Othmann is a goalscoring winger with one of the best shots in the class, yet he also has the ability to set up his teammates. He’s a strong skater with a bit of an edge to his game. Leaning into his physicality and putting in a consistent effort defensively will be the next steps for him. Playing in Switzerland this season helped to prove that he’s a top OHL player in this class.
“A very skilled agitator, Othmann plays a game that every coach loves. He is hard on the puck and competes in all three zones. An underrated playmaker with soft hands and a very quick, hard release, Othmann is a danger to score everytime he touches the puck.” — Death
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23. Zach Dean, C, Gatineau Olympiques (QMJHL)
Dean is an extremely creative, playmaking center that displays excellent vision. He’s one of the best passers in the class and can hold his own defensively as well. Showing consistency in his own end and driving the middle of the ice are areas of improvement. Like Lucius, Dean missed lengthy portions of the season due to injury but looked tremendous after getting settled in.
“An incredibly fun, flashy and talented attacker, Dean showcased amazing creativity, slick puck skills and high-end playmaking abilities. By constantly gravitating around the disc, he bets on having more puck touches to empower his quick hands and feet to create for others through traffic.” — Regional scout Andy Lehoux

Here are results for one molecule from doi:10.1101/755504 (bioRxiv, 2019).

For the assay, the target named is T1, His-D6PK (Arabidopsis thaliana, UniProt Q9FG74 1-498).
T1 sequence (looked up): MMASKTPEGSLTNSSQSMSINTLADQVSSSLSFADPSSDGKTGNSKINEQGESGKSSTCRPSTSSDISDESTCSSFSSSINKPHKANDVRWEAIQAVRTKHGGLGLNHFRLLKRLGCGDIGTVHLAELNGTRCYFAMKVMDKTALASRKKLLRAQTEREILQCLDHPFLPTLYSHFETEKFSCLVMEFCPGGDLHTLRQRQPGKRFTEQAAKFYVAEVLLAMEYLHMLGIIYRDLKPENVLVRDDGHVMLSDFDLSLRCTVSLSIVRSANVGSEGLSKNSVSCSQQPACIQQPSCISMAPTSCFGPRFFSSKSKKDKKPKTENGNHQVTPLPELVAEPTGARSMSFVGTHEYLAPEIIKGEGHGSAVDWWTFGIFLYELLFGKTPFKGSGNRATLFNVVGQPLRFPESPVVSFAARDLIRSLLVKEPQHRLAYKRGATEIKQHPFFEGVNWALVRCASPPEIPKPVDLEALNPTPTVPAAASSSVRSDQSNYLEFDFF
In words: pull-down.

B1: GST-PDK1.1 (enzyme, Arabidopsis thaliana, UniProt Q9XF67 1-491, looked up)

24. Xavier Bourgault, C, Shawinigan Cataractes (QMJHL)
Bourgault is a highly-dynamic offensive player with impressive intelligence. He’s an above-average skater with excellent positioning and awareness. Adapting to every situation and improving his defensive engagement will be important moving forward. The top of the QMJHL class is tight, but Bourgault has remained in the conversation all season.
“A skilled, intelligent and creative attacker, Bourgault owns a remarkable set of offensive tools and dual threat capabilities. He enjoys expressing his imagination with brilliant dekes and flashy moves, yet his play flows in harmony with the offence through his simplicity.” — Lehoux
25. Zachary Bolduc, C, Rimouski Oceanic (QMJHL)
Bolduc looks to be one of the better two-way forwards in this class, showing that he knows how to contribute offensively while being reliable in his own end. Further development in his offensive game and overall consistency will help him to the next level. Right there in the conversation for the top QMJHL player, he looks like he will be the first off the board. There are some questions, however, around just what he’ll be at the next level.